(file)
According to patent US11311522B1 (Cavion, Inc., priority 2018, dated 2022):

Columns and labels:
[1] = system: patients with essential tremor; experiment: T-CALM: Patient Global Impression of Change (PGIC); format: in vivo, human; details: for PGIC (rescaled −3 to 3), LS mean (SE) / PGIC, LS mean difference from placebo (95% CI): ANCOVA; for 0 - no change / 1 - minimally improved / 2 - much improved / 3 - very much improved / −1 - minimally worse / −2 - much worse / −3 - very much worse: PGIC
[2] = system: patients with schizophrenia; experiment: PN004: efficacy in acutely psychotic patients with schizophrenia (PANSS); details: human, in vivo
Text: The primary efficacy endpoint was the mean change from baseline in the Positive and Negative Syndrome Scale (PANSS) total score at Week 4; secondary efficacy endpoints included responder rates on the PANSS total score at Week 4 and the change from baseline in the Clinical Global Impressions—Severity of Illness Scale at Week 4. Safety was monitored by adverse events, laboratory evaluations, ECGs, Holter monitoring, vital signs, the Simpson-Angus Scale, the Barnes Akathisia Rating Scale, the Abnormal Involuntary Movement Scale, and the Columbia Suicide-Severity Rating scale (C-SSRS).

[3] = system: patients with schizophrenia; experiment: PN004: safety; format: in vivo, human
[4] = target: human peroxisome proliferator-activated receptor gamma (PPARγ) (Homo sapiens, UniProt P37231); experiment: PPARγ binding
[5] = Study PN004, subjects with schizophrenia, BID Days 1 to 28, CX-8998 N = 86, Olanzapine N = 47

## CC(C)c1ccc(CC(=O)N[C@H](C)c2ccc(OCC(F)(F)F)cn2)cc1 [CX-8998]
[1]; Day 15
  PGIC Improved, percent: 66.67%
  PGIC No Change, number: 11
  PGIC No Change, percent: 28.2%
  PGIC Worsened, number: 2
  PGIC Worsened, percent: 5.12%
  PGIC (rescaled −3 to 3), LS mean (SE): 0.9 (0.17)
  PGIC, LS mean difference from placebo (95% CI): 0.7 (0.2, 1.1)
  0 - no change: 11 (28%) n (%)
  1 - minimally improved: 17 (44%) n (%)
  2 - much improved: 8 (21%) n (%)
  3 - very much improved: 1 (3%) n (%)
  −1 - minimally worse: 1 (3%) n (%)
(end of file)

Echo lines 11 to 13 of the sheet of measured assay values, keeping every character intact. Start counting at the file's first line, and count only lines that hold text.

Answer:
  PGIC Improved, percent: 66.67%
  PGIC No Change, number: 11
  PGIC No Change, percent: 28.2%